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by Phil Stott | October 25, 2012


If the past few years have taught us anything, it's that there's no such thing as a safe job. With industries turning over and innovations upsetting the established order on a regular basis, keeping ahead of the pack when it comes to employment can seem like an ever more difficult task.

That's where Lynda Gratton comes in. A Professor at the London School of Business, Gratton is an expert in people development within organizations (she's written seven books on the subject, including her most recent, 2010's The Shift). If anyone should know how to equip themselves for the demands of the future workplace, it's Gratton.

At a recent appearance at the World Business Forum in New York, Gratton outlined five forces that she believes will change the way we work—"globalization, society, demography, technology and energy." Recognizing and responding to those forces will be key to planning a successful career in years to come—something that Gratton also had several insightful tips on. Check out her points, then have your say on them in the comments section below.

Shift 1: Serial Mastery

The days of the generalist, says Gratton, are over. To succeed in the workplace of the future, employees will not just have to be specialists in what they do, but in many other areas—which means that employees will have to keep developing their expertise and skills, for their entire careers. At the very least, you'll always have to keep on top of developments in technology, and ensure that you're up to speed with industry news and changes, to stave off the dangers of disruption and obsolescence.

Shift 2: Collaborating Across Boundaries

In a world that is becoming ever more connected, it makes sense that workplaces are becoming flatter and less compartmentalized—something that Gratton believes will continue into the future. As a result, people of different generations, specializations, functions and cultures will all be expected to collaborate more closely to develop new ideas and achieve success for their employers.

Shift 3: Nowhere to Hide

The flip side of all that connectivity is that it's harder than ever for people to keep secrets, or to control their own narratives. And the more visible a person is within an organization, the bigger the challenge they are likely to have projecting an image that is at odds with reality. Hence, Gratton's suggestion for corporate leaders in this brave new age: be yourselves, rather than trying to "play the role" of being a leader, as has been common in the past.

Shift 4: Meaningful Networks

To survive and thrive in the modern workplace, Gratton recommends curating meaningful networks of colleagues, with consideration given to three distinctive types of relationships. The first of these is a "posse"—a support network made up of people who have your back in the workplace, and will help you to meet your goals. (Pro tip: don't ever use the word "posse" to describe such a group—especially to the people you consider to be in it.)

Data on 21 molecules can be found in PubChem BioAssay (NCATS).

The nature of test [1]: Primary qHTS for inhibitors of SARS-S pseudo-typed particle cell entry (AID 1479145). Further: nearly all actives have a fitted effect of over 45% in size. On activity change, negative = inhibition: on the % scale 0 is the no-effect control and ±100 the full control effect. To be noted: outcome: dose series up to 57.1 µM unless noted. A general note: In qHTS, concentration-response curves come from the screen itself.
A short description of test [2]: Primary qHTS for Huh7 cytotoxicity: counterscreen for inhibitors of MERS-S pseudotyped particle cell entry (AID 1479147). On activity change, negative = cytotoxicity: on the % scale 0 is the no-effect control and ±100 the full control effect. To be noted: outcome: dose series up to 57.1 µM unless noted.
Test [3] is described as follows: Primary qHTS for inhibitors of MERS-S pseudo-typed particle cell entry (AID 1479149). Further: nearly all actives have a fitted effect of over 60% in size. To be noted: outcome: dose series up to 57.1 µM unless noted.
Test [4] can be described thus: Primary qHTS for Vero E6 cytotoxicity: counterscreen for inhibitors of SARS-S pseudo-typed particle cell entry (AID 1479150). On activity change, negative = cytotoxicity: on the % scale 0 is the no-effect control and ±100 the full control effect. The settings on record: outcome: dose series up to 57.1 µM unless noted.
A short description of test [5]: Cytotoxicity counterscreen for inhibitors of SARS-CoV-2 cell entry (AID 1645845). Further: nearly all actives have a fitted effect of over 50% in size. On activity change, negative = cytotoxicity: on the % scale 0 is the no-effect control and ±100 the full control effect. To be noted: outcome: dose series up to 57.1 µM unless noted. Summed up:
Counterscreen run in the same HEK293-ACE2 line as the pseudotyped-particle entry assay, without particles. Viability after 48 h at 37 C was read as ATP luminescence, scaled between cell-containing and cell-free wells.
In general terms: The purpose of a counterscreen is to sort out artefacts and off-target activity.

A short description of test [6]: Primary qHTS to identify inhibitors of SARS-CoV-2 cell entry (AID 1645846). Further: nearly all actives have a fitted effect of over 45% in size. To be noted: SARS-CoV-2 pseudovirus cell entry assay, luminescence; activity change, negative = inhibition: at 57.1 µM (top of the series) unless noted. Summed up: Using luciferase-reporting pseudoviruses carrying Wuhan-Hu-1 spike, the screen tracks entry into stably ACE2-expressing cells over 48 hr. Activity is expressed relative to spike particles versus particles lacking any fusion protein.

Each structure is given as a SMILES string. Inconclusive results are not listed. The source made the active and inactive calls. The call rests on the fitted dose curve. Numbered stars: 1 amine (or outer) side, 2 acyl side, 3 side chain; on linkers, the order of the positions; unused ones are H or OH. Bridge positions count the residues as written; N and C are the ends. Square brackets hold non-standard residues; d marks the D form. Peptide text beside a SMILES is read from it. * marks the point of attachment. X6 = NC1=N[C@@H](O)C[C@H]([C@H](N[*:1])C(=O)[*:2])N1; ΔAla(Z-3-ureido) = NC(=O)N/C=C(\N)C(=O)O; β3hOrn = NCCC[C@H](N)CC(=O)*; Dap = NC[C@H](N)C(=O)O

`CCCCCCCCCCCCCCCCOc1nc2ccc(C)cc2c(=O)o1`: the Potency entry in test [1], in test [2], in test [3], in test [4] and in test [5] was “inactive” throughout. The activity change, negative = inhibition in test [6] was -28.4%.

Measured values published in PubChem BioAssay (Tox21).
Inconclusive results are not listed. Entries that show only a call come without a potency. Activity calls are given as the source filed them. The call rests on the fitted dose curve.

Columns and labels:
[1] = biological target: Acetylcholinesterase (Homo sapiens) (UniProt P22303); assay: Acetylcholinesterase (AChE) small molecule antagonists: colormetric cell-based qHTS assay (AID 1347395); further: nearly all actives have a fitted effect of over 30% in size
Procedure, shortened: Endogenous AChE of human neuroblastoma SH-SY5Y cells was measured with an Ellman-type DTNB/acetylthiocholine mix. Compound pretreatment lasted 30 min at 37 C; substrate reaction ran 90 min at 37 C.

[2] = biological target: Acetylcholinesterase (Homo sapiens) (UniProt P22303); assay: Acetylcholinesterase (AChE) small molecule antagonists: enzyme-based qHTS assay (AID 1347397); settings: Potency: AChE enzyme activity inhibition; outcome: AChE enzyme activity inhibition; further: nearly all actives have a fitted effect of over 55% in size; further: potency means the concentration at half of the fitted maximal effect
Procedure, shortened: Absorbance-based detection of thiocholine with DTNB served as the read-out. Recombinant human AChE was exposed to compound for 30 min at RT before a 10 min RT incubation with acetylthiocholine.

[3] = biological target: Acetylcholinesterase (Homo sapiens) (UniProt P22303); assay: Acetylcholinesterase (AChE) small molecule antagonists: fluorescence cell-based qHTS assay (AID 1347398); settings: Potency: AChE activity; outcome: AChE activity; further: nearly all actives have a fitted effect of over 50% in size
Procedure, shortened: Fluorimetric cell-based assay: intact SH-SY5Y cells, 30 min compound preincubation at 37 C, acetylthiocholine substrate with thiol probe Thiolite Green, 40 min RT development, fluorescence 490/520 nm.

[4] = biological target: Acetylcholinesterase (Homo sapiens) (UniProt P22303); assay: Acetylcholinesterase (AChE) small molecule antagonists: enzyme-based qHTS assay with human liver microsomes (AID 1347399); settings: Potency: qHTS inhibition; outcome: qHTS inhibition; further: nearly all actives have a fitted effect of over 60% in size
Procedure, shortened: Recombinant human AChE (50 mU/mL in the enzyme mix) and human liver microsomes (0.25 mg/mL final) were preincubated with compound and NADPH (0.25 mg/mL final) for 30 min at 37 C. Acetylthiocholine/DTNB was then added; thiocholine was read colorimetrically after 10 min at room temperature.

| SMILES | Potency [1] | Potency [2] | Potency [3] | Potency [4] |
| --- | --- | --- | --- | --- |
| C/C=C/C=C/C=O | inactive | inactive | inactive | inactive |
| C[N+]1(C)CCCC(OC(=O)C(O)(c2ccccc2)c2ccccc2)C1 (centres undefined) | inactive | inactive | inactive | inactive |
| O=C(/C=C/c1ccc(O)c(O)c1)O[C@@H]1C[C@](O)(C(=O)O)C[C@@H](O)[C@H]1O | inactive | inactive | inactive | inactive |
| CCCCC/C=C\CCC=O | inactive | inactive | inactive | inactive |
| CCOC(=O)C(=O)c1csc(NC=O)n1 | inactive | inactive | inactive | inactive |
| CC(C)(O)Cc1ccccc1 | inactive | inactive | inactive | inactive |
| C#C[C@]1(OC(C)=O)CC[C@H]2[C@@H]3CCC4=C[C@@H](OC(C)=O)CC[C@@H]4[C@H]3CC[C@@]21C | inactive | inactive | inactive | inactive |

The second group Gratton describes is the "big ideas crowd"—a group of people who may be very different to you (and not necessarily in the same functional area or even the same company), but who can give you ideas, ensure you stay on top of the latest developments, and stimulate your creativity.

Gratton's final relationship category arose out of the realization that traditiona; societal structures are breaking down. Because people are much more likely to live their lives in a different location than the communities they grew up in, Gratton believes that finding people who can take the place of family or community members can make a big difference to many. These "regenerative relationships" can go far beyond the workplace, and are often more about a sense of community and perspective than directly related to work or career issues.

Shift 5: Lost Legitimacy

There is little doubt that companies are no longer viewed in as positive a light by the general public as in past generations. This "lost legitimacy" has been accompanied, says Gratton, by ever-higher expectations on companies and leaders—from environmental performance to transparency. As a result, one of the biggest challenges facing those companies and leaders is to try and regain that trust. The easiest way to do that: practicing business in an open, ethical and transparent fashion, no matter your position within the company.


What do you think of Lynda Gratton's reading of the future of the workplace? Have your say in the comments.

--Phil Stott,


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